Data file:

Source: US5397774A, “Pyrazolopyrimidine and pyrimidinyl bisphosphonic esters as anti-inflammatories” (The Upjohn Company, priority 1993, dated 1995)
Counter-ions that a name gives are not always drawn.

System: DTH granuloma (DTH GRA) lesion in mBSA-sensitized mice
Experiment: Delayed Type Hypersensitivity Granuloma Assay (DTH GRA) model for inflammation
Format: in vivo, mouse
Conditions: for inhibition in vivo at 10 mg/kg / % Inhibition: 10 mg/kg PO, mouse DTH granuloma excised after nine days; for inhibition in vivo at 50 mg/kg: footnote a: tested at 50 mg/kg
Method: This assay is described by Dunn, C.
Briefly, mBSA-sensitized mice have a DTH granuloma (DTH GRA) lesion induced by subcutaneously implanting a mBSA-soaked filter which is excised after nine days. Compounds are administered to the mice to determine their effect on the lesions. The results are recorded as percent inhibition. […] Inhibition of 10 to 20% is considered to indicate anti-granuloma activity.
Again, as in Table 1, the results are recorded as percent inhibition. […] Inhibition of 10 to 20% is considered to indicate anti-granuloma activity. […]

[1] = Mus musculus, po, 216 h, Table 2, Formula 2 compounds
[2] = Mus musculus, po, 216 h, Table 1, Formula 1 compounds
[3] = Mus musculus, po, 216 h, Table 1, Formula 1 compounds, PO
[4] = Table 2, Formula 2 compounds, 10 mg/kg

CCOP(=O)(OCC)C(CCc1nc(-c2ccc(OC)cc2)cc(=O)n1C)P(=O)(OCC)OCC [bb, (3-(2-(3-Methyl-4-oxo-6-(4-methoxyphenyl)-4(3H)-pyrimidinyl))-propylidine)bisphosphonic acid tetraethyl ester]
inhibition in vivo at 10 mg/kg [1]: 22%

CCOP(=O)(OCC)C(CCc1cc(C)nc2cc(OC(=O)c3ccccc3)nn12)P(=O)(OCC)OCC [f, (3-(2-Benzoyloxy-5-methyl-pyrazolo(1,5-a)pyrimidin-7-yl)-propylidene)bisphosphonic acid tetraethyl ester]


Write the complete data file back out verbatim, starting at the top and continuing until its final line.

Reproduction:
Source: US5397774A, “Pyrazolopyrimidine and pyrimidinyl bisphosphonic esters as anti-inflammatories” (The Upjohn Company, priority 1993, dated 1995)
Counter-ions that a name gives are not always drawn.

System: DTH granuloma (DTH GRA) lesion in mBSA-sensitized mice
Experiment: Delayed Type Hypersensitivity Granuloma Assay (DTH GRA) model for inflammation
Format: in vivo, mouse
Conditions: for inhibition in vivo at 10 mg/kg / % Inhibition: 10 mg/kg PO, mouse DTH granuloma excised after nine days; for inhibition in vivo at 50 mg/kg: footnote a: tested at 50 mg/kg
Method: This assay is described by Dunn, C.
Briefly, mBSA-sensitized mice have a DTH granuloma (DTH GRA) lesion induced by subcutaneously implanting a mBSA-soaked filter which is excised after nine days. Compounds are administered to the mice to determine their effect on the lesions. The results are recorded as percent inhibition. […] Inhibition of 10 to 20% is considered to indicate anti-granuloma activity.
Again, as in Table 1, the results are recorded as percent inhibition. […] Inhibition of 10 to 20% is considered to indicate anti-granuloma activity. […]

[1] = Mus musculus, po, 216 h, Table 2, Formula 2 compounds
[2] = Mus musculus, po, 216 h, Table 1, Formula 1 compounds
[3] = Mus musculus, po, 216 h, Table 1, Formula 1 compounds, PO
[4] = Table 2, Formula 2 compounds, 10 mg/kg

CCOP(=O)(OCC)C(CCc1nc(-c2ccc(OC)cc2)cc(=O)n1C)P(=O)(OCC)OCC [bb, (3-(2-(3-Methyl-4-oxo-6-(4-methoxyphenyl)-4(3H)-pyrimidinyl))-propylidine)bisphosphonic acid tetraethyl ester]
inhibition in vivo at 10 mg/kg [1]: 22%

CCOP(=O)(OCC)C(CCc1cc(C)nc2cc(OC(=O)c3ccccc3)nn12)P(=O)(OCC)OCC [f, (3-(2-Benzoyloxy-5-methyl-pyrazolo(1,5-a)pyrimidin-7-yl)-propylidene)bisphosphonic acid tetraethyl ester]